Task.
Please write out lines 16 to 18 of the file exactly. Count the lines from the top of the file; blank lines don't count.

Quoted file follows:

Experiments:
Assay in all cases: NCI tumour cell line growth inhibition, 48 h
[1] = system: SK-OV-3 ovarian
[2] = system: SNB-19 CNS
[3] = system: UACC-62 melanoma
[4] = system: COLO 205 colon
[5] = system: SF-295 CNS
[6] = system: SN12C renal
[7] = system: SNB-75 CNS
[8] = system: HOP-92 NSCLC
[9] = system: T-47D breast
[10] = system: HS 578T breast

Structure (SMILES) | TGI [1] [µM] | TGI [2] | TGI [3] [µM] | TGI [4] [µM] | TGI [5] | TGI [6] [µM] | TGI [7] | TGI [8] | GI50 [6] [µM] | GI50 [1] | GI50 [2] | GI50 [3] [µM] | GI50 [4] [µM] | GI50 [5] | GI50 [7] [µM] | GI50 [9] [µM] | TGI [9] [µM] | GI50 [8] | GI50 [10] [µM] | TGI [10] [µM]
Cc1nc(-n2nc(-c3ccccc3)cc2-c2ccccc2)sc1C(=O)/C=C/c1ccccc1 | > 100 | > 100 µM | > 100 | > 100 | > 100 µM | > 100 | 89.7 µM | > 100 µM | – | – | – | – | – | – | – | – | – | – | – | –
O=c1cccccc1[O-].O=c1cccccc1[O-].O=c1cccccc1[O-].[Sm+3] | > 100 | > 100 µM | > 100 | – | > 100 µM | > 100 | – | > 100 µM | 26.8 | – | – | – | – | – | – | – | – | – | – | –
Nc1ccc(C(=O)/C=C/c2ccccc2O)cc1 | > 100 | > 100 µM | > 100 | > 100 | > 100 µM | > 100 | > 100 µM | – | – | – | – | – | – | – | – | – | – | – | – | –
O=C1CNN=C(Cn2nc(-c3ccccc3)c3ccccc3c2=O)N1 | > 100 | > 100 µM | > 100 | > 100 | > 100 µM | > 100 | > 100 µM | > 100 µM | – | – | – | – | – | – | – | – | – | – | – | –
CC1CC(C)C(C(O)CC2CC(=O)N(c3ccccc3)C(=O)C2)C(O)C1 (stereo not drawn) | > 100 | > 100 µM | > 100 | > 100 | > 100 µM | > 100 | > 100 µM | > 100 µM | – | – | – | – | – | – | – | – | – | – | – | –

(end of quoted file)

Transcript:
Nc1ccc(C(=O)/C=C/c2ccccc2O)cc1 | > 100 | > 100 µM | > 100 | > 100 | > 100 µM | > 100 | > 100 µM | – | – | – | – | – | – | – | – | – | – | – | – | –
O=C1CNN=C(Cn2nc(-c3ccccc3)c3ccccc3c2=O)N1 | > 100 | > 100 µM | > 100 | > 100 | > 100 µM | > 100 | > 100 µM | > 100 µM | – | – | – | – | – | – | – | – | – | – | – | –
CC1CC(C)C(C(O)CC2CC(=O)N(c3ccccc3)C(=O)C2)C(O)C1 (stereo not drawn) | > 100 | > 100 µM | > 100 | > 100 | > 100 µM | > 100 | > 100 µM | > 100 µM | – | – | – | – | – | – | – | – | – | – | – | –